Plagiarism

Plagiarism can be deliberate or the result of carelessness. Individual colleges have unique policies for addressing plagiarism. Some colleges, for example, expel students after their first offense; others place an “FF” on the student’s transcript, creating a permanent blemish on the student’s academic record.

What exactly is "plagiarism"?

  1. The theft of someone else’s words
  2. The theft of someone else’s ideas
  3. The failure to properly cite someone’s ideas, either directly or in a paraphrase.

Academic Dishonesty

Academic dishonesty is synonymous with cheating. Cheating can refer to a situation in which authors ask others to write a part of a document or the entire document.

Cheating is a national epidemic. Outside the classroom, our culture is facing serious moral challenges. In the last few years, the world markets have nearly collapsed under what seems like wave after wave of unethical behavior.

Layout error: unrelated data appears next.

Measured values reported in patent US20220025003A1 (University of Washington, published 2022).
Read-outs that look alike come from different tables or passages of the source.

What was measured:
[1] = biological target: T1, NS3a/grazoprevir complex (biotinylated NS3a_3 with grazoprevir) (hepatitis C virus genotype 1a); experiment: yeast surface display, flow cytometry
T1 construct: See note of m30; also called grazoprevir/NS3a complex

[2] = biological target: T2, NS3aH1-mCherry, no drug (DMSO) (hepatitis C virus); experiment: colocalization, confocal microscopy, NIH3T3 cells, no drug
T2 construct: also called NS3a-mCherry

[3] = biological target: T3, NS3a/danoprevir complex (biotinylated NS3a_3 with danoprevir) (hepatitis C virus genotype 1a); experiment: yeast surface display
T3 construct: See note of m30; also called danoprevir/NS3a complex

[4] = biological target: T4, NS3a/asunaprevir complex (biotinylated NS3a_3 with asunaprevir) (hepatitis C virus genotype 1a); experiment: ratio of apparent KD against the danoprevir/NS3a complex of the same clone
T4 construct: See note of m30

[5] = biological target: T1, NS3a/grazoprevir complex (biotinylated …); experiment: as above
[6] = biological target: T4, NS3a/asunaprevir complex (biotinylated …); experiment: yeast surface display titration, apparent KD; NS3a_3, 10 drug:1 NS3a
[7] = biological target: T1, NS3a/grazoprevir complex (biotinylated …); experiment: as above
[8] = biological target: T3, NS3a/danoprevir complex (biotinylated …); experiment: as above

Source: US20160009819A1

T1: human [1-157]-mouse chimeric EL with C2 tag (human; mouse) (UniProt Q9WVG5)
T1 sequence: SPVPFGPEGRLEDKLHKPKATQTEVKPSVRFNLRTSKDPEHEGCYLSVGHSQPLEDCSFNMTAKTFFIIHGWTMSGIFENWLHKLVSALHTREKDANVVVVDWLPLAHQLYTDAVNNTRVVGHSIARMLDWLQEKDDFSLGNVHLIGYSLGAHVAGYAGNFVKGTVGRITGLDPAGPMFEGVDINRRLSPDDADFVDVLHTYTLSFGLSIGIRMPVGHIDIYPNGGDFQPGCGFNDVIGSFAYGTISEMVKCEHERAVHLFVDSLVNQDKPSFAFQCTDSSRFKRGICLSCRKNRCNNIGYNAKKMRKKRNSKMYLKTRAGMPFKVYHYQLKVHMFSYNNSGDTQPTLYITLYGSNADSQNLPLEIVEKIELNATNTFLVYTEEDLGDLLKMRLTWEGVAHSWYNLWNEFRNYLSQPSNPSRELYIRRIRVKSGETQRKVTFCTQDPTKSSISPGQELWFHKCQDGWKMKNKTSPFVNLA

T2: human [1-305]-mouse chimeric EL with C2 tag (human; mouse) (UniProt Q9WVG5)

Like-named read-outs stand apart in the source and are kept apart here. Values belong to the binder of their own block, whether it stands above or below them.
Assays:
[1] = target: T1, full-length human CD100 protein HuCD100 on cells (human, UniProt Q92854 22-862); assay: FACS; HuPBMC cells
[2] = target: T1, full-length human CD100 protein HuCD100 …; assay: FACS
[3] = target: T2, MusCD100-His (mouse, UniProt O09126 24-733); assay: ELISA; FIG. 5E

Students are guilty of academic dishonesty when they

  1. Secretly arrange to have an entire document written for them by other individuals and then submit the ghost-written material to their instructor.
  2. Copy all or part of passages from a work written by others without properly attributing sources.
  3. Receive unacknowledged assistance from others.
  4. Submit the same paper to multiple courses (without permission).

Learn more in this video

Building Good References

Referencing helps you to avoid plagiarism by pointing out which ideas are your own
and which are someone else's.

Learn About Referencing